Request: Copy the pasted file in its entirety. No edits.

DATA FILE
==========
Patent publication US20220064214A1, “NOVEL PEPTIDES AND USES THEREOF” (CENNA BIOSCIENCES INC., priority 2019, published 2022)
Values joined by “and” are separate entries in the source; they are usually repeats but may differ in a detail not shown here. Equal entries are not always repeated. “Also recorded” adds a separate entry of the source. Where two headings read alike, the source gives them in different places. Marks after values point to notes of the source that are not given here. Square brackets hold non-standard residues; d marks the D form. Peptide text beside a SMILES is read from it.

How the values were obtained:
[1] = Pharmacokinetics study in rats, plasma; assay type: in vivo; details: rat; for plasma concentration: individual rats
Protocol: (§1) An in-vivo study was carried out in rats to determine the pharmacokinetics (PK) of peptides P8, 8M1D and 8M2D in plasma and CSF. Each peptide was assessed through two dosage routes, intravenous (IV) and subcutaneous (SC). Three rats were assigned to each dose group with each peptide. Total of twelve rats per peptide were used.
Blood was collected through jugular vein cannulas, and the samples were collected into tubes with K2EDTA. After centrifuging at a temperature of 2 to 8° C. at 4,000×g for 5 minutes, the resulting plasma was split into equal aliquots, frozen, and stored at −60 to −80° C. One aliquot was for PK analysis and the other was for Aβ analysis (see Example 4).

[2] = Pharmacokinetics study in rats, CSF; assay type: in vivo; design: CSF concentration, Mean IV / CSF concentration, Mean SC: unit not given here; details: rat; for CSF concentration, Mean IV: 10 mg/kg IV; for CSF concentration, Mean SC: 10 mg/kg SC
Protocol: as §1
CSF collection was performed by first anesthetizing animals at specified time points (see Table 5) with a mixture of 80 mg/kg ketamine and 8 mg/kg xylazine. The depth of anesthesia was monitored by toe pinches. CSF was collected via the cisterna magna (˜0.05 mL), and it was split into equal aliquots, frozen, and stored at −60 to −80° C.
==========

Patent publication US20220064214A1, “NOVEL PEPTIDES AND USES THEREOF” (CENNA BIOSCIENCES INC., priority 2019, published 2022)
Values joined by “and” are separate entries in the source; they are usually repeats but may differ in a detail not shown here. Equal entries are not always repeated. “Also recorded” adds a separate entry of the source. Where two headings read alike, the source gives them in different places. Marks after values point to notes of the source that are not given here. Square brackets hold non-standard residues; d marks the D form. Peptide text beside a SMILES is read from it.

How the values were obtained:
[1] = Pharmacokinetics study in rats, plasma; assay type: in vivo; details: rat; for plasma concentration: individual rats
Protocol: (§1) An in-vivo study was carried out in rats to determine the pharmacokinetics (PK) of peptides P8, 8M1D and 8M2D in plasma and CSF. Each peptide was assessed through two dosage routes, intravenous (IV) and subcutaneous (SC). Three rats were assigned to each dose group with each peptide. Total of twelve rats per peptide were used.
Blood was collected through jugular vein cannulas, and the samples were collected into tubes with K2EDTA. After centrifuging at a temperature of 2 to 8° C. at 4,000×g for 5 minutes, the resulting plasma was split into equal aliquots, frozen, and stored at −60 to −80° C. One aliquot was for PK analysis and the other was for Aβ analysis (see Example 4).

[2] = Pharmacokinetics study in rats, CSF; assay type: in vivo; design: CSF concentration, Mean IV / CSF concentration, Mean SC: unit not given here; details: rat; for CSF concentration, Mean IV: 10 mg/kg IV; for CSF concentration, Mean SC: 10 mg/kg SC
Protocol: as §1
CSF collection was performed by first anesthetizing animals at specified time points (see Table 5) with a mixture of 80 mg/kg ketamine and 8 mg/kg xylazine. The depth of anesthesia was monitored by toe pinches. CSF was collected via the cisterna magna (˜0.05 mL), and it was split into equal aliquots, frozen, and stored at −60 to −80° C.